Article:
By Sam Cohen
Welcome to the September 2016 members’ roundup. Throughout the month, CIMSEC members examined several international maritime security issues, including the successful testing of Raytheon’s SM-6 surface-to-air-missile by a Ticonderoga-class Aegis cruiser, developments surrounding the Littoral Combat Ship (LCS) program, the rise of non-state actors in international maritime security affairs, continued hostility between China and regional nations relating to the South China Sea maritime disputes, and the worsening of security tensions between American and Russian air and naval forces patrolling the Black Sea.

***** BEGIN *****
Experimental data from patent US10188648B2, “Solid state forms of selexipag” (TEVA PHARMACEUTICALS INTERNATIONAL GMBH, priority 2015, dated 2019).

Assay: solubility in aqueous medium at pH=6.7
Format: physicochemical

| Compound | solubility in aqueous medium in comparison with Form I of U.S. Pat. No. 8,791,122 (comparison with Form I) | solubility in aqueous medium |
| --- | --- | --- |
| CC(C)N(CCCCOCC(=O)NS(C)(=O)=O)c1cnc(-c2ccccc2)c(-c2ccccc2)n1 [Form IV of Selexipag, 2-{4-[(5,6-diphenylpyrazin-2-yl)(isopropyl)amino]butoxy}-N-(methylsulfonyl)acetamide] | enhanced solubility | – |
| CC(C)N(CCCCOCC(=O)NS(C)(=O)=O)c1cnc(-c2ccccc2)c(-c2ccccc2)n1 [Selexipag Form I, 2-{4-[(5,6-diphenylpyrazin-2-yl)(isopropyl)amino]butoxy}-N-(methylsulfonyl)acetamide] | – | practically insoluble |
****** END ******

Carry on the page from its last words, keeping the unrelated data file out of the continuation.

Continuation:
Dave Majumdar, for The National Interest, discusses the Raytheon SM-6 Standard surface-to-air missile test that recently set a new record for the longest-range over-the-horizon intercept in naval history. The interceptor, which also has a long-range anti-ship variant, is a central component of the U.S. Navy’s Naval Integrated Fire Control – Counter Air (NIFC-CA) battle network. He highlights that the missile is effective against cruise missiles, aircraft, ballistic missiles, and enemy surface combatants while its range is estimated to be as great as 250 nautical miles. He also explains that the SM-6 interceptor is a major reason for why the U.S. Navy is confident in its ability to operate in highly contested environments, including regions where near-peer competitor powers have employed anti-access/area-denial weapons, such as the Baltics or the Western Pacific.